Folks who live full-time in the mountain villages in Lebanon are intimately connected with the wild plants of their region. Thus, what will appear on the shelves of the ethnic or Middle-Eastern grocer as a bagfull of colorful dried flowers has actually been painstakingly foraged and dried in the old country. These flowers and herbs are seeped in near boiling water and used in folk medicine to relieve this or that ailment. Some of these flowers include corn silk, (for kidney problems), or chamomile (as a relaxant), or mallow (with its pretty purple flowers) (for congestion) or sage (for hot flashes).
Wildflower teaJoumana Accad Mediterranean, Middle Eastern June 8, 2015 Pantry, Beverages, wild herb, pantry, herbal, infusion, tea, tagged,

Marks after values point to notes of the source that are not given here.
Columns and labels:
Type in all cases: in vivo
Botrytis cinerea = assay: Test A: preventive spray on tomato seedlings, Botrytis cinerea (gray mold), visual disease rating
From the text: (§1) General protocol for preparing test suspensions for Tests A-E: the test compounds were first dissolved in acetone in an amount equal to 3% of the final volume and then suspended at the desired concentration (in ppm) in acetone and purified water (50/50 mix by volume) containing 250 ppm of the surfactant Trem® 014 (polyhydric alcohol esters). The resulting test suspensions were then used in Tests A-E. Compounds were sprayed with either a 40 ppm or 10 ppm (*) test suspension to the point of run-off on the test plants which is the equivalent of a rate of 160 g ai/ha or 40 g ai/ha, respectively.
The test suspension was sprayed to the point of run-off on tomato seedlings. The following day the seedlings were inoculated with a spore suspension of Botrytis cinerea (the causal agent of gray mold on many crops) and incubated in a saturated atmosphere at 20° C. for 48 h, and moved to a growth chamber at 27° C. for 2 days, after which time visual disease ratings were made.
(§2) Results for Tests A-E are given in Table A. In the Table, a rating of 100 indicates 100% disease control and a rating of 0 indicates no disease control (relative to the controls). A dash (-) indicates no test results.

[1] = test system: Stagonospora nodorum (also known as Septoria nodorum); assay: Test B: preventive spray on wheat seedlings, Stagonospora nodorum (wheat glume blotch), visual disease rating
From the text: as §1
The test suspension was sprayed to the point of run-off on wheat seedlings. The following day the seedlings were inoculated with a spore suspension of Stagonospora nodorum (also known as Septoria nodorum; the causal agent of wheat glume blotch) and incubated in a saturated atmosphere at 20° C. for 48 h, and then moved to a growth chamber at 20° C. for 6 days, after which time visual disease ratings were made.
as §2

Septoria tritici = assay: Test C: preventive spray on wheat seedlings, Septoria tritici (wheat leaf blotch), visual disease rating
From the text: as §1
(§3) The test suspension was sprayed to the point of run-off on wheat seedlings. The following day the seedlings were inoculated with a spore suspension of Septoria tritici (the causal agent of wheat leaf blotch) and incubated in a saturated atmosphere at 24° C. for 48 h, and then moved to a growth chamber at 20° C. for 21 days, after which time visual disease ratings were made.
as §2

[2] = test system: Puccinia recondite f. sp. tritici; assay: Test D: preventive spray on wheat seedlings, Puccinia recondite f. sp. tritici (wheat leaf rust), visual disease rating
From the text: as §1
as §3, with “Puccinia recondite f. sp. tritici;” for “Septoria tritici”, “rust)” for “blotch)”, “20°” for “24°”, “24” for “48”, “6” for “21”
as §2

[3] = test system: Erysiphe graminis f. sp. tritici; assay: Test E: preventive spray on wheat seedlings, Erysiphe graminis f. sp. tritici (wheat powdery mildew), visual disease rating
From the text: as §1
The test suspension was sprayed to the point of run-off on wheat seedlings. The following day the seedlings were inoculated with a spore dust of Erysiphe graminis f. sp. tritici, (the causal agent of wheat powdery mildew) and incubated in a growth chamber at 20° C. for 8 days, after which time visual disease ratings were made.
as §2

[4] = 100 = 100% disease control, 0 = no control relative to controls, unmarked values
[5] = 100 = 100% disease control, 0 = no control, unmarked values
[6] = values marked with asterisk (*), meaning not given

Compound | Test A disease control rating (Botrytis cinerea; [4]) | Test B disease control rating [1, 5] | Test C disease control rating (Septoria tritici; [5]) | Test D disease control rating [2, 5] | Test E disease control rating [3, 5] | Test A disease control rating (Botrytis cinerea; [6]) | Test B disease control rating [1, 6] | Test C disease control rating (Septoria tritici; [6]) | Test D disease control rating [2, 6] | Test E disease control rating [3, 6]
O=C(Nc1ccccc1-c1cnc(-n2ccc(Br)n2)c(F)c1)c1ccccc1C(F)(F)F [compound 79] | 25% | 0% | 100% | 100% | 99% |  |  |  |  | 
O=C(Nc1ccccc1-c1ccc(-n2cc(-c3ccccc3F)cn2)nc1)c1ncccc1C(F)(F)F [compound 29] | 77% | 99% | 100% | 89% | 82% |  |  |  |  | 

Prep Time: 5 minutes
Cook Time: 7 minutes
Passive Time: 7 minutes
2 teaspoons dried wildflowers
1 1/2 cup water
1 tbsp honey or sugar to taste
1. Bring the water to a simmer. Add a good pinch of dried flowers, cover and steep for about 7 minutes. Drain, sweeten to taste and serve.
2. This tea can be served chilled as well.
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5 Comments • Comments Feed
Gorgeous back country!
On June 9, 2015 at 10:44 pm
@Nadege: It is especially in the Spring, wildflowers are literally everywhere!
On June 10, 2015 at 5:05 am
Chicken Recipes says:
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On March 10, 2017 at 8:08 pm
you used the purple flowers of the mallow ?
On April 19, 2020 at 12:47 pm
@Georges No, only the leaves
On April 19, 2020 at 3:29 pm